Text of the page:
North

7 new fires start in N.W.T.'s North Slave region, 2 near hydro facilities

Lightning ignited seven new forest fires in the North Slave Region of the N.W.T. since Monday, and two of them are near hydroelectric facilities.

Fire official credits 'really good work' by crews for keeping risk to communities and property low

A department of Environment and Natural Resources map showing fires in the N.W.T. as of July 5. Lightning has ignited seven new forest fires in the North Slave Region of the N.W.T., and two of them are near hydroelectric facilities supplying power to the area that includes Yellowknife. (NWT Fire)

Lightning ignited seven new forest fires in the North Slave Region of the N.W.T. since Monday, and two of them are near hydroelectric facilities supplying power to the area that includes Yellowknife.

Richard Olsen, the N.W.T.'s manager of fire operations, said so far three of the new fires are under control, two are being acted upon, and two are being assessed.

"We had a fire that started just on the north side of Bluefish dam," he said.

"That fire is mapped at one hectare in size, and is listed as under control at this point in time."

According to Olsen, there were no reports of damage to transmission lines or hydro towers in the area, which supply up to 20 per cent of Yellowknife's electricity needs

Fire officials are also monitoring a 10-hectare fire that is 10 kilometres south of the Snare hydro system.

"It was originally initially attacked, but due to the fires closer to Yellowknife and the fire growth itself, we pulled off of that one," said Olsen.

"We're now doing further assessment for value protection just around the Snare hydro dam."

Olsen said there is no immediate risk to transmission lines in that area either, but that it's too early to say whether that could change.

The Snare Hydro System provides power to Yellowknife, Behchoko and Dettah, and includes four separate hydro plants as well as 150 kilometres of transmission lines.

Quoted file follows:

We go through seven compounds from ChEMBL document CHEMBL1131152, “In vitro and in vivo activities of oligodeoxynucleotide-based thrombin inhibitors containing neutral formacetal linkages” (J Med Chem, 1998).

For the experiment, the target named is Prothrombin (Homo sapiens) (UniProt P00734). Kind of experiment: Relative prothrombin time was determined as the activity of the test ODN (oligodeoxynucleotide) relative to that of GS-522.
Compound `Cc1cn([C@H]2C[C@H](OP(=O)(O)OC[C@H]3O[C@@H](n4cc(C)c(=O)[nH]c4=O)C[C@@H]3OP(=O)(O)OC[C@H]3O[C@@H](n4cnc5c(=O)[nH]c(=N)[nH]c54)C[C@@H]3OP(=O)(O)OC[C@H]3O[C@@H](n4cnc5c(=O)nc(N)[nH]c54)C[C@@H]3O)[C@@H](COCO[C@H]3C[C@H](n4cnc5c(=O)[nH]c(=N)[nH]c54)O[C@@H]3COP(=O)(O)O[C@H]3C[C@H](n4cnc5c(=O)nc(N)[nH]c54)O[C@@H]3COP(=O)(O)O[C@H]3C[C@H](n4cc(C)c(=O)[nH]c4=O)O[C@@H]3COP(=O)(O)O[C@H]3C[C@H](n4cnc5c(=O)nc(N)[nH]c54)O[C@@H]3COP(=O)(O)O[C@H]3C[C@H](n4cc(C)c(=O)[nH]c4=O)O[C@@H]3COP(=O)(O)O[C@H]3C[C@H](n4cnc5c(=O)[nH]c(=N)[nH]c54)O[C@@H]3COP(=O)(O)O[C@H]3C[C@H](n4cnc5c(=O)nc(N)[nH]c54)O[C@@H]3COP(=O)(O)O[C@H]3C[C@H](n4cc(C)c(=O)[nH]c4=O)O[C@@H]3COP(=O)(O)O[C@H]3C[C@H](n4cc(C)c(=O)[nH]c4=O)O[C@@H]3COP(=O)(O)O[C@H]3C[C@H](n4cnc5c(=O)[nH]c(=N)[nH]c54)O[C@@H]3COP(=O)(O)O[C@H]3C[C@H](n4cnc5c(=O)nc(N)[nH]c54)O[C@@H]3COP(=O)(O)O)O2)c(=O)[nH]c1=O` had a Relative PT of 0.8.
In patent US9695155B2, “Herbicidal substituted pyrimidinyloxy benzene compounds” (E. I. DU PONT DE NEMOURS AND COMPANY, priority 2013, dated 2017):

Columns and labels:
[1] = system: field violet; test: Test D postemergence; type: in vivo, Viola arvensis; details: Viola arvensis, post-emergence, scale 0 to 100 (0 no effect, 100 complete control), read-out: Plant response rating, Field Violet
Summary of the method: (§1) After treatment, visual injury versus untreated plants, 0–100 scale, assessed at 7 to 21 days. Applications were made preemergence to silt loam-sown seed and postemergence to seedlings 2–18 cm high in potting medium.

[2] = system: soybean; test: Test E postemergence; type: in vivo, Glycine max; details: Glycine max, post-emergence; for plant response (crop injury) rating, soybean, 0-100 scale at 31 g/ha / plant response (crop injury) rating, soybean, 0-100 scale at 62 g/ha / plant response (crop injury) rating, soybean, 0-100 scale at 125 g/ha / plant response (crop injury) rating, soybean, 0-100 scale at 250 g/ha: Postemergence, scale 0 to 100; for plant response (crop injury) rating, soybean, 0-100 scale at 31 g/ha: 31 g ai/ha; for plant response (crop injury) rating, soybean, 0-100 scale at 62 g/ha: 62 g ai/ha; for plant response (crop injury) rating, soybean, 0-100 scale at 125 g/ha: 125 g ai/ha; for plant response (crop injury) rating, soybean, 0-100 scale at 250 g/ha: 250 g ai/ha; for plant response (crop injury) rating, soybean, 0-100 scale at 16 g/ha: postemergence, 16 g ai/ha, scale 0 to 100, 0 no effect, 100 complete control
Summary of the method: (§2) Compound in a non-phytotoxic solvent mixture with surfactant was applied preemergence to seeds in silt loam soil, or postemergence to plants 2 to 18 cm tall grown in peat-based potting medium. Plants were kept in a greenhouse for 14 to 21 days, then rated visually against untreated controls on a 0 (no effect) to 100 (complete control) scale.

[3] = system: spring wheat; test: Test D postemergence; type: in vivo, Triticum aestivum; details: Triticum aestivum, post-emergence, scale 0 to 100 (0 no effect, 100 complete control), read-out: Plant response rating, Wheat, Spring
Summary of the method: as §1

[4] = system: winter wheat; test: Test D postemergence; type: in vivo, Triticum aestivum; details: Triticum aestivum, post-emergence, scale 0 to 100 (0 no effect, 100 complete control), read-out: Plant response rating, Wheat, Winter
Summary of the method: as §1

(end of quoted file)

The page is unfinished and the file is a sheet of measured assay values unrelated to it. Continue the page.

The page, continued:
Crews being brought in from other N.W.T. regions

Fire crews, helicopters and air tankers are working on a 15 hectare fire, 47 kilometres north of Yellowknife.

"The fire is out of control, but it sounds like the [crews] are getting a handle on that one," said Olsen.

Another five hectare fire is being fought 37 kilometres northeast of the capital, near Bliss Lake. That fire is about 10 kilometres from a number of cabins and Highway 4, also known as the Ingraham Trail.

According to Olsen, "there is no threat to any community or property [in the North Slave] at this time."

"There's been some really good work done from the crews and aircraft on these fires, so if that continues there really isn't expected to be a significant risk at all."

Late Tuesday afternoon a new three-hectare fire was reported about 16 kilometres from Lutselk'e.

Four additional fire crews are being brought to the North Slave region from other parts of the N.W.T. to help with the firefighting as hot, dry and windy conditions are expected to continue over the next few days.

A fire ban implemented in the City of Yellowknife on Thursday remains in place. On Monday, that ban was expanded to include Fred Henne Territorial Park and the Yellowknife River Day Use Area.

As of Tuesday, 76 fires have burned 24,538 hectares of forest in N.W.T. so far this season. That number is down from this time last year, when 181 fires had been reported that burned 237,000 hectares of forest.

now